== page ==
A few, that is eight persons, were saved through water. And baptism, which is this prefigured, now saves you--not as a removal of dirt from the body, but as an appeal to God for a good conscience, through the resurrection of Jesus Christ ... (1 Peter 3:20-21--It is noteworthy that the author explicitly rejects the "washing" image in order to get to this one).

In 1 Cor. 10:1-2 (which is, of course, Pauline--though not exactly typical of his thought), a second OT parallel is adduced: "Our ancestors were all under the cloud, and all passed through the sea, and all were baptized into Moses in the cloud and in the sea." Now precisely what Paul had in mind with his analogy is not made at all clear. His talk of "baptized into Moses" seems plainly an appeal to his own Christian idea of being "baptized into Christ." Yet his Moses/Christ parallel is not particularly effective at this point. Much more appropriate would seem to be an interpretation like that of the Noah example--that is, as miraculous deliverance out of a watery grave.

If this be the significance of these two OT exemplars--and we shall find abundant evidence that such was the case--then we have the water of baptism used in a symbolism that is quite the reverse of the customary washing. "Washing" values water as a beneficial element which removes from the candidate the undesirable element of "dirt" (or sin). Just the contrary, "deliverance" sees the water as being the disaster out of which the candidate is saved. The water of baptism represents the grave in which we are "buried with Christ" and from which we escape by being "resurrected with him." "Water" now catches up OT overtones as symbol of the abyss, the creation-eluding chaos, the milieu of monsters, the graveyard of the deadest of the dead.

Contrary as these two water-figures may be, there is no reason why Christian baptism should not pick up both meanings in turn. However, they ought never be confused; nor should there happen was has happened in Christian history, namely that the "washing" interpretation has been made dominant to the point that the "deliverance" interpretation is as good as lost--this, I would guess, for the fact that "washing" is the one reading easiest to make conform to a sacramental ritual-washing of infants. However, the evidence is that the early church would have preferred the matter to go the other way.

The study of early Christian art and graffiti is very enlightening in this regard. In the first place, it is readily apparent that that church made much more of baptism than our churches do. Representations of Jesus’ baptism appear with some frequency--at a time when representations of his passion and crucifixion appear not at all. The cross does not become an established Christian symbol until the time of Constantine (in which sign he conquered--while the church, in its turn, was conquered by him). Furthermore, this art shows that baptism was valued primarily as a deliverance and resurrection. Along with the baptism of Jesus appear representations of the two OT stories we have found biblically cited as "baptism" (Noah and the Ark; Crossing the Red Sea). Also found are the obvious choice of Jonah and the Whale and the NT portrayal of Jesus Walking on the Water (to rescue the disciples from what could have been their watery grave).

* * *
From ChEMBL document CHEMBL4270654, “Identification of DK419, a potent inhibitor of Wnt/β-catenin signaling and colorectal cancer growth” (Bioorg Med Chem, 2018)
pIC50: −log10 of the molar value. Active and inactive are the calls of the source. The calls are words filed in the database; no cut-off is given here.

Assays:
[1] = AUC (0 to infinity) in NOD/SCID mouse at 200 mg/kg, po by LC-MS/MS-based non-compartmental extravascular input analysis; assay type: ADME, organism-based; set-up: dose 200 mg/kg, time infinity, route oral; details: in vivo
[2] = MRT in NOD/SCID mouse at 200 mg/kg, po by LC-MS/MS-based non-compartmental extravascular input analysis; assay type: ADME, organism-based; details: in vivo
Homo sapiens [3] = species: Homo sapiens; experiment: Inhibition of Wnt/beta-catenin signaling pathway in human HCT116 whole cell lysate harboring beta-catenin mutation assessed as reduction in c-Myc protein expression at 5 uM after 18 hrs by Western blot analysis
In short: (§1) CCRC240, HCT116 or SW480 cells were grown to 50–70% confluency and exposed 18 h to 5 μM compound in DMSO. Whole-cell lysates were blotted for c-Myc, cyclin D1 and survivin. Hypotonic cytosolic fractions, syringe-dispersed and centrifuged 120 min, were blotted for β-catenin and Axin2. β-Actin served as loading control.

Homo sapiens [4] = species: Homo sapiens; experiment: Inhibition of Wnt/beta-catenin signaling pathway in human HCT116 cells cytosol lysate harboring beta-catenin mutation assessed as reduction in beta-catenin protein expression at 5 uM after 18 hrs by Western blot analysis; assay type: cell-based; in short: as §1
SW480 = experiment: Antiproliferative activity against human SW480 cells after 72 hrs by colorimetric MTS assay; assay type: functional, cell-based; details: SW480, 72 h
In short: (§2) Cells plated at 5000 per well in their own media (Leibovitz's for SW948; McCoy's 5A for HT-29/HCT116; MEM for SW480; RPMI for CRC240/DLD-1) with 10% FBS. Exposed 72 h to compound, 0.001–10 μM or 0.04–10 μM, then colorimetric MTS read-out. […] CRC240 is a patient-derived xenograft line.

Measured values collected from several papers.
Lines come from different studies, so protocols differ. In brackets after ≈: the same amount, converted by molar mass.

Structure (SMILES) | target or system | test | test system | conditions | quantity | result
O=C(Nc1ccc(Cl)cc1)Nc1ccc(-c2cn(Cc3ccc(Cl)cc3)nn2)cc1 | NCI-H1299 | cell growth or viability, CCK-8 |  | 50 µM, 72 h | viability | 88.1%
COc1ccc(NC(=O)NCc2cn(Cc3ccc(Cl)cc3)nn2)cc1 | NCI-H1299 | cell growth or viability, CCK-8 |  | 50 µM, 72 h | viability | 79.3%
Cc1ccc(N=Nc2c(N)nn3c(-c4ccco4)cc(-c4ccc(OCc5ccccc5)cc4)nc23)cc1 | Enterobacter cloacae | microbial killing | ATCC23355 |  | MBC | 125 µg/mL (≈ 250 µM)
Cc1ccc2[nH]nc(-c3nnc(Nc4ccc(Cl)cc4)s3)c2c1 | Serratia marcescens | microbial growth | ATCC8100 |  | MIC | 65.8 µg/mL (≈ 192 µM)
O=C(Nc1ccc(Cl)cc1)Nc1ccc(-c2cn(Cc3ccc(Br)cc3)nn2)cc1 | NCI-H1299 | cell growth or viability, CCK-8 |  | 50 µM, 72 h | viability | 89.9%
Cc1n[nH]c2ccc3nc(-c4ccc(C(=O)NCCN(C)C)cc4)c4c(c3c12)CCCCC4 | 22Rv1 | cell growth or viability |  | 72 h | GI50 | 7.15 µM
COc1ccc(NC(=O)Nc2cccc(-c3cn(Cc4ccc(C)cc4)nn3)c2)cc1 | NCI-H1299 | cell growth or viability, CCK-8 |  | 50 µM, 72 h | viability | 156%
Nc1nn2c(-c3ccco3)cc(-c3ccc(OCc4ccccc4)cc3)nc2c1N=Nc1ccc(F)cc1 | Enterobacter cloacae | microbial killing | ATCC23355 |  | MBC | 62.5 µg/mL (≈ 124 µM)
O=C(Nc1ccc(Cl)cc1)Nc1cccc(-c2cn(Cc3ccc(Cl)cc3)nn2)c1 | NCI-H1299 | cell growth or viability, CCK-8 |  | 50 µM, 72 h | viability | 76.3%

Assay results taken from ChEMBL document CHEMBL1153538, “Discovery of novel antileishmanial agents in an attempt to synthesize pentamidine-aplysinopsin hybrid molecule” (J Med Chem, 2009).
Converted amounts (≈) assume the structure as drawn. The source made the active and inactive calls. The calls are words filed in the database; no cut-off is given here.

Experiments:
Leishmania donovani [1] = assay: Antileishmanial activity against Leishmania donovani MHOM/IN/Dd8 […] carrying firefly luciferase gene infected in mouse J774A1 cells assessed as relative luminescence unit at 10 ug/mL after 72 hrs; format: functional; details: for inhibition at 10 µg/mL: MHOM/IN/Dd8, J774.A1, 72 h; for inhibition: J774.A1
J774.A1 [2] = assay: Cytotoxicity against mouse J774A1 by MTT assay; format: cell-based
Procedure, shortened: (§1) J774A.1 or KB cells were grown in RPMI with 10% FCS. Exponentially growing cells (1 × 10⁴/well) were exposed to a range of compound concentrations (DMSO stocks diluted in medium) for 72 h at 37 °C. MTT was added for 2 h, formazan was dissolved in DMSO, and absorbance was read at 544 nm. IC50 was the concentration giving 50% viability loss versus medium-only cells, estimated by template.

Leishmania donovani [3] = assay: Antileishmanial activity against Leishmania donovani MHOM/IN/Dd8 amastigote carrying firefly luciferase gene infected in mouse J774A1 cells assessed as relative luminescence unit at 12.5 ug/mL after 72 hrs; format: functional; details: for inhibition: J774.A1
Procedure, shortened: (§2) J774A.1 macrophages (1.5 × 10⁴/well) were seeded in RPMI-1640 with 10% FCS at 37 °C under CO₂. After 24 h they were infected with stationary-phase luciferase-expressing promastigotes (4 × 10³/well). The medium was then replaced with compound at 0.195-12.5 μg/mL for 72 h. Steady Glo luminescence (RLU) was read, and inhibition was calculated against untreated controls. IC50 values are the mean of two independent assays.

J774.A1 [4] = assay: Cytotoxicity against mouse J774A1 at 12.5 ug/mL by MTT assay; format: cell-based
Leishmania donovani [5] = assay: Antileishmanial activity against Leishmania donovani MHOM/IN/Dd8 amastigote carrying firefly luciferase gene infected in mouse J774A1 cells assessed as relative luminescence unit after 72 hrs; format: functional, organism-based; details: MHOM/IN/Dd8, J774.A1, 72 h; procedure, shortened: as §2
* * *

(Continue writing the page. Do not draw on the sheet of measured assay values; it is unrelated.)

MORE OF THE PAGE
As shall be discovered in a later chapter, the "fish" probably became a symbol of Jesus Christ through the influences of the Lord's Supper. Yet, the water in which that fish appears may very well represent baptism. In fact, the frequent appearance of water in early Christian art would suggest (in all likelihood correctly) that the church had baptismal water on the brain. That likelihood is made all the greater by the fact that, in time, the Jesus/fish becomes a dolphin. Now my extensive research--done in watching TV and making aquarium visits--tells me that the dolphin is the fish that always comes up. You can't keep a good dolphin down. Of course, I know that the dolphin is not really a fish--though I doubt that the early Christians knew that. I know, too, that the reason dolphins come up is to get air--and whether the Christians knew that is beside the point. But what the real point is that anyone who knows dolphins (as the Mediterranean church would have) knows that they are the fish of baptismal resurrection.

And the dolphin’s reputation as a leaping, laughing, cavorting clown is not extraneous. The early church understood baptism as a resurrection deliverance that called forth joy, exultation, exuberance, praise, and celebration. [Opposed as I am to celebrations that fail to specify what there is that is worth celebrating, regarding this one there is no question: we celebrate the victory and deliverance won for us in the resurrection of Jesus Christ.] However, when Paul speaks baptismally of our being raised with Christ, he generally seems to have in mind a meaning just slightly different from the above. For him, resurrection is not so much deliverance out of disaster as it is entrance into a totally new quality of existence. For him, baptism signifies induction into the new life of the age to come. In particular, he sees the moral accomplishment, the love and concern, the new sense of community, the grace, the covenantal closeness to God--all these things that are to be found when one has put on the resurrected Christ. So this "life in Christ," for all intents and purposes, seems as much as synonymous with what we earlier explicated as "becoming filled with the Holy Spirit."